Nynaeve stalks away from the house in a fury, trying to convince herself that she could have been as meek as necessary to find out what they knew about the Bowl, but knows that given the opportunity she would have “given them Aes Sedai till they squeaked”, and shaken the secret out of them. Elayne is silent, seeming lost in thought, and Nynaeve dreads having to apologize to her for this debacle. Elayne continues to stay quiet as they wend through the city, making Nynaeve jumpier and angrier the longer she delays, until suddenly Elayne asks how old Reanne looked to Nynaeve. Nynaeve supposes she was maybe fifty or sixty, and doesn’t see why it matters, and bursts out that she is sure they are a guild, and do know where the Bowl is. Elayne answers absently that she supposes so, and wonders how they could be so aged. Nynaeve stops dead in indignation, and demands to know why, if Elayne believed, she announced who she was to them “like Rhiannon at the Tower”. Elayne answers that the women weren’t going to tell them anything no matter what they did, and goes back to Reanne, saying she must have slowed like everyone else, so how old is she, to look the age she does? Nynaeve has no idea what she’s talking about; Elayne observes dryly that Nynaeve never listened in class, and asks her who the oldest Accepted in the Tower is. Nynaeve thinks she had too listened, sometimes, and answers Elin Warrel, who Nynaeve thinks is about her own age. Elayne laughs and tells her that she saw Elin’s younger sister come to visit before Nynaeve arrived in Tar Valon, and the younger sister had to have been over forty.
“We slow, Nynaeve. Somewhere between twenty and twenty-five, we begin aging more slowly. How much depends on how strong we are, but when doesn’t. Any woman who can channel does it. Takima said she thought it was the beginning of achieving the ageless look, though I don’t think anyone has ever reached that until they’ve worn the shawl at least a year or two, sometimes five or more. Think. You know any sister with gray hair is old, even if you aren’t supposed to mention it. So if Reanne slowed, and she must have, how old is she?”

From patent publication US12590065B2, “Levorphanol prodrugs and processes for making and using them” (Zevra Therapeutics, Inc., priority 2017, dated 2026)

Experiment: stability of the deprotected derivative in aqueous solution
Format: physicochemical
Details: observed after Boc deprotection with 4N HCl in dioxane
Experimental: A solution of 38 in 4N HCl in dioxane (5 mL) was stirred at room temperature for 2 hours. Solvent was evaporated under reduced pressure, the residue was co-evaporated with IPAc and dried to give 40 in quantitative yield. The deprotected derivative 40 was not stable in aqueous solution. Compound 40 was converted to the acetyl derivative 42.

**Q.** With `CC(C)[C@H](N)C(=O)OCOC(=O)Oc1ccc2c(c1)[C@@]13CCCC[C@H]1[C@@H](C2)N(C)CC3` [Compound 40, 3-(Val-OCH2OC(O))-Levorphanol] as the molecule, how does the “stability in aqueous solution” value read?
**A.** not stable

Nynaeve wants to cry, understanding now why no one ever believes her to be her true age, and wonders how long now she would have to wait before achieving her gray hairs. Then she feels a blow on her head, and turns groggily to see Elayne crumpled in a heap on the ground. A crowd gathers, and a “long-nosed” woman and a tall man offer to help them to a waiting carriage, and begin moving them over Nynaeve’s (polite) protests. Then Nynaeve sees an arrow with a blunted head on the street, obviously what had struck them, which makes her angry enough even through her dizziness to embrace saidar and start flinging people around. The woman and man flee in the carriage and the crowd disperses in a hurry.
“Thank you, but we don’t need any help,” Nynaeve shouted. Politely.
She’s too dizzy to use her special Healing weaves, but the traditional version works to Heal Elayne’s head wound; Elayne gasps and shakes, and comes to. A seamstress appears and offers Elayne water, but Nynaeve refuses, again very politely, and the seamstress shrugs and leaves. Elayne asks what that was about, and Nynaeve shows her the arrow. Elayne embraces saidar, and asks grimly, Teslyn and Joline? Nynaeve doesn’t think they would stoop to something like this, but wonders if Reanne, or more especially Garenia, might. Elayne promises they will settle for them eventually, but in the meantime, Nynaeve knows there’s only one way to find the Bowl now, right?
Nynaeve nodded slowly, though she would rather have eaten a handful of dirt. Today had seemed so bright for a time, but then it had spiraled into darkness, from Reanne to . . . Oh, Light, how long before she had her gray hair?